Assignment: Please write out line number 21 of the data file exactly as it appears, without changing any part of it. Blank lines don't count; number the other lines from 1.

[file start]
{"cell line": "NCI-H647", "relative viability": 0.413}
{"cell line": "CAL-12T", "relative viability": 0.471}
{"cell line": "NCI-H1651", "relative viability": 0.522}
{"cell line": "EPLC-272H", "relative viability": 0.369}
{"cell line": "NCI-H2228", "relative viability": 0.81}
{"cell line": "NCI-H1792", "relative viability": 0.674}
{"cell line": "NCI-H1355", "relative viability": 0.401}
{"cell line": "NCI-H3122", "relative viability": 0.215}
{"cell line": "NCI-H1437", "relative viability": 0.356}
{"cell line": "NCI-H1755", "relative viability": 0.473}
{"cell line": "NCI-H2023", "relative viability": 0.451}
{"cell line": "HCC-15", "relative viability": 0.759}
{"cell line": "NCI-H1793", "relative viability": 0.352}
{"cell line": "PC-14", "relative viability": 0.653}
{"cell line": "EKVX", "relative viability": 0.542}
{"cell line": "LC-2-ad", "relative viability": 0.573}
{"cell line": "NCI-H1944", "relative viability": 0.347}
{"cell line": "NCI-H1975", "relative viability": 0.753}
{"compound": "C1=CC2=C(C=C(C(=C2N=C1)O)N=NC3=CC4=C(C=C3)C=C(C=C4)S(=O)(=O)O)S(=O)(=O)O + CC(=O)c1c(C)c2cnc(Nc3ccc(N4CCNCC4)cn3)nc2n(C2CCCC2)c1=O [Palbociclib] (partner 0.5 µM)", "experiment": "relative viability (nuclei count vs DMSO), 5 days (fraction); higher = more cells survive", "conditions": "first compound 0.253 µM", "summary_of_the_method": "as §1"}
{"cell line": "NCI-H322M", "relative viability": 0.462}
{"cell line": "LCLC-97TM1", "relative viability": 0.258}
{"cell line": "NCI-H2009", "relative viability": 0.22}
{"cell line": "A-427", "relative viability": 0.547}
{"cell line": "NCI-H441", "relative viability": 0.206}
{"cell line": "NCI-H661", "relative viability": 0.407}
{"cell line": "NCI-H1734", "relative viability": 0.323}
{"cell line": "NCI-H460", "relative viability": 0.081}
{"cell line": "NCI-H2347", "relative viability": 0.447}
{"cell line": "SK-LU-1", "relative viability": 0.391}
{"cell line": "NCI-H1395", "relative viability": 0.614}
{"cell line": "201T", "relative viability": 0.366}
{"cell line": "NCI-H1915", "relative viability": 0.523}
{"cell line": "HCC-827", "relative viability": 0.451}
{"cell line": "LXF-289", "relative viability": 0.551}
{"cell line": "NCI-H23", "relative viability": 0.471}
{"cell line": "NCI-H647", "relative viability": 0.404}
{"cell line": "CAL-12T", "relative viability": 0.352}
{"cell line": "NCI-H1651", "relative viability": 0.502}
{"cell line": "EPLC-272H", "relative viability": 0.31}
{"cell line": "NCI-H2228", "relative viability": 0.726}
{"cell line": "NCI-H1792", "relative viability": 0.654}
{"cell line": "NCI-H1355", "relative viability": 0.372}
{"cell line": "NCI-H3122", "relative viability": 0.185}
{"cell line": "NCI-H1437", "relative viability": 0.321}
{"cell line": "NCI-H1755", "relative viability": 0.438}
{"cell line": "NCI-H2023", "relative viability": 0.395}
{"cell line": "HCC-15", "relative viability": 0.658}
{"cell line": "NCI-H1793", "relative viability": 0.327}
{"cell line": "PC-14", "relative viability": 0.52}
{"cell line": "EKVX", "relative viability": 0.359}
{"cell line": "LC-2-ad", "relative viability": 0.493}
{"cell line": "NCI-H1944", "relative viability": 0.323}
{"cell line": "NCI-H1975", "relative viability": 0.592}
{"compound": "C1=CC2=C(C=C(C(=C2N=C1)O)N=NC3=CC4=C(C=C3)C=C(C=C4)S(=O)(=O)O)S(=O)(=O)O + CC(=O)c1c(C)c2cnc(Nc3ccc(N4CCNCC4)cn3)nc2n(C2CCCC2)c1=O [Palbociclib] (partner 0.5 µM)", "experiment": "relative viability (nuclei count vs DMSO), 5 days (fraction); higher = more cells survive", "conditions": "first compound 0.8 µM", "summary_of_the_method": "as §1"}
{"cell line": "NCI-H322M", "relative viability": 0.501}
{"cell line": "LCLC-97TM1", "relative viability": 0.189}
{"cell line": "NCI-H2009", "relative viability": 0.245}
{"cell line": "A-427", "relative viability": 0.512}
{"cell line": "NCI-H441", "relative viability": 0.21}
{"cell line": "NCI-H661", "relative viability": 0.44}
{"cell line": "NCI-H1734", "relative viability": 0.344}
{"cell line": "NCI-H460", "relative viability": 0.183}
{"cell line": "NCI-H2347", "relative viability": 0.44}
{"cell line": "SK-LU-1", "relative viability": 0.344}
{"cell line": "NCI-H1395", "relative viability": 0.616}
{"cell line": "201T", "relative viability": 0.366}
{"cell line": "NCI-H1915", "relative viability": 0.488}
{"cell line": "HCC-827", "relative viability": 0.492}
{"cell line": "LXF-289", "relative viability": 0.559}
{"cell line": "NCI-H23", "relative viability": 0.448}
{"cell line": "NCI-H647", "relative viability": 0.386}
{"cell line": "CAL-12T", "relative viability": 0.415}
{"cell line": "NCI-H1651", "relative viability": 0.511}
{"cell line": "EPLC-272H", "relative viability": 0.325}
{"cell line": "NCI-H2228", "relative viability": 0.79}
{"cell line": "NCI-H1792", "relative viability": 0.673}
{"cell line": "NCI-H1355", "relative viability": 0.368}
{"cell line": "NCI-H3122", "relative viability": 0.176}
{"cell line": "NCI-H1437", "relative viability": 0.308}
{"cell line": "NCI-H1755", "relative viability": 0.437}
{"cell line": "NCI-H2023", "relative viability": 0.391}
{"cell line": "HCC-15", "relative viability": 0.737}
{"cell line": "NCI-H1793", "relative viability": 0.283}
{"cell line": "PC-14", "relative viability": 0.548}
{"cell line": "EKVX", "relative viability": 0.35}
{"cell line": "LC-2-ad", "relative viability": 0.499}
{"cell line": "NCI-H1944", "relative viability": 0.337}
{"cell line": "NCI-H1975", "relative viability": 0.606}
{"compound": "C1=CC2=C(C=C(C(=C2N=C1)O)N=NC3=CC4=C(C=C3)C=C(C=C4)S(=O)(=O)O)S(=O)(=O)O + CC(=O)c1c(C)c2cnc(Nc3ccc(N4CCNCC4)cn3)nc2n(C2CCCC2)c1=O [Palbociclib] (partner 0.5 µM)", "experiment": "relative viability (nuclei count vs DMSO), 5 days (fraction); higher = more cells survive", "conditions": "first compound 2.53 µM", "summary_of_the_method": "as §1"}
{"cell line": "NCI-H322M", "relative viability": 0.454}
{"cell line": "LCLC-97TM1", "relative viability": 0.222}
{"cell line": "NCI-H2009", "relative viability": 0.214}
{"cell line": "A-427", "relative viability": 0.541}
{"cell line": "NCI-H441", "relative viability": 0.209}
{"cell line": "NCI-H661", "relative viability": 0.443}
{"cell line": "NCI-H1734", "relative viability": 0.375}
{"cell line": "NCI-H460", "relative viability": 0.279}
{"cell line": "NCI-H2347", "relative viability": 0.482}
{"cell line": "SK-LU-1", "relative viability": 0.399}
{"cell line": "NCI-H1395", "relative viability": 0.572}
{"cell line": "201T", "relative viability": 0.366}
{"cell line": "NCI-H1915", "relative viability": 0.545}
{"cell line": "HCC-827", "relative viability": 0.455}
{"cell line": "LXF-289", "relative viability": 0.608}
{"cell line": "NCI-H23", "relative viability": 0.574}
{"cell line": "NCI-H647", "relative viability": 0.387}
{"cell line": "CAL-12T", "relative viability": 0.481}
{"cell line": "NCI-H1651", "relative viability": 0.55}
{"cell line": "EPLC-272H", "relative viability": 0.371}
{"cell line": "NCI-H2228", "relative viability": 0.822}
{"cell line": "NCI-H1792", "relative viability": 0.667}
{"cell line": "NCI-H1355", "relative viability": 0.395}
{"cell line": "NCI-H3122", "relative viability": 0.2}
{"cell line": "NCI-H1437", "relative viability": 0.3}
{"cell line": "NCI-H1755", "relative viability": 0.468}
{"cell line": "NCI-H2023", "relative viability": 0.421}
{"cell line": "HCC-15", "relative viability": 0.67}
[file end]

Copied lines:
{"cell line": "LCLC-97TM1", "relative viability": 0.258}